"Some of the world’s most significant artifacts from Nubia, an ancient African civilization that had important connections to Egypt, will go on display Saturday, Feb. 25, at the Museum of the Oriental Institute at the University. Many of the artifacts, including one of the world’s oldest saddles, will be on display for the first time as the museum opens the Robert F. Picken Family Nubian Gallery. Photographs taken during University expeditions 100 years ago in Nubia, now Sudan, also will be on display. . . . From 1960 to 1968, teams from the Oriental Institute worked intensively in the Nubian Salvage project, excavating numerous archaeological sites in both Egypt and Sudan in a race against the flooding of this part of the Nile valley, as construction of the Aswan High Dam was about to begin, said Stein. . . . The 650 pieces that will be on display are drawn from the 15,000 artifacts brought back from the salvage operation and represent a broad time period."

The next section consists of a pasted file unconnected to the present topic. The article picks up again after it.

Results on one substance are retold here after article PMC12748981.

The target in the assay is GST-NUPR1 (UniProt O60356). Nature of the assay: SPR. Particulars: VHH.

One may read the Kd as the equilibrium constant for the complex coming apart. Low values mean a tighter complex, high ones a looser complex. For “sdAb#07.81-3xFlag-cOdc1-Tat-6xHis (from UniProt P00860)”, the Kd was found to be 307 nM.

The article, with photographs, describes some of the artefacts and explains how they present a view of Nubian life at different periods of time, explaining the relationship with Egypt, but emphasising the Nubian culture's unique development and distinctive facets.
The website for the Museum of the Oriental Institute (Chicago, U.S.) can be found at: